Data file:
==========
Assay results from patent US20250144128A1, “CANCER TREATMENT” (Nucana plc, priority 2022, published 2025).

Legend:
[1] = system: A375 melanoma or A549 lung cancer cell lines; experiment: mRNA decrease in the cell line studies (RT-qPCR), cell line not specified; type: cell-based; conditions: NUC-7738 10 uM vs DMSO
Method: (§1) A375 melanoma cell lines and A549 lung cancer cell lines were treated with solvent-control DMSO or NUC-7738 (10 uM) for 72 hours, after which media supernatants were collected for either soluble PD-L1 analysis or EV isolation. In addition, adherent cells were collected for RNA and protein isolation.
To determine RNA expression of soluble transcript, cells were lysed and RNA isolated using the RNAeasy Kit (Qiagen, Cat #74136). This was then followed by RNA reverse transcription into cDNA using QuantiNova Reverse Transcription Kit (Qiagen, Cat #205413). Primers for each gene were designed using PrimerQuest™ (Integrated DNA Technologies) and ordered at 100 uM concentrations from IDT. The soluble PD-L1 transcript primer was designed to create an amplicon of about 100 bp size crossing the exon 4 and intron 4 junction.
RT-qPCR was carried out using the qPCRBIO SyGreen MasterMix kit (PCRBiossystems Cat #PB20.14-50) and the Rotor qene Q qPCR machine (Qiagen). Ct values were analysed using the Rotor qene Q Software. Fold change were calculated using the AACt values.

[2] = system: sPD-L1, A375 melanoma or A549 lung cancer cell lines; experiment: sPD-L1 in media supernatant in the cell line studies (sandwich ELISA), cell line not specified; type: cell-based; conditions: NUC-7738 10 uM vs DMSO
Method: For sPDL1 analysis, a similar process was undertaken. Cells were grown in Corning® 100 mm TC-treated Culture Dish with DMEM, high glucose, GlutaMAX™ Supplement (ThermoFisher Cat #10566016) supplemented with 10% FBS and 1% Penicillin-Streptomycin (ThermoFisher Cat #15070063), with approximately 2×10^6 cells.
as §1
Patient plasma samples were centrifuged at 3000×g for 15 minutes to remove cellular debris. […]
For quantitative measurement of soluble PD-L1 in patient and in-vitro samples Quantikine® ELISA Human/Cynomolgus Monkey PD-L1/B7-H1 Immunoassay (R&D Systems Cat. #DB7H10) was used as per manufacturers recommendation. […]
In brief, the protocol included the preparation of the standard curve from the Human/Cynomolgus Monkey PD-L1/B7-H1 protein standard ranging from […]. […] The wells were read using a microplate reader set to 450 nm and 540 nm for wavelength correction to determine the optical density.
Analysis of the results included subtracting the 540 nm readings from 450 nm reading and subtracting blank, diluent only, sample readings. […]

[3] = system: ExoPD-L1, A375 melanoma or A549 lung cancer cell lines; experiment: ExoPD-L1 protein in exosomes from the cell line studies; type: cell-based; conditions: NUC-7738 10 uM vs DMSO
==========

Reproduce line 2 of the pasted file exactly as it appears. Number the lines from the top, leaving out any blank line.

Legend: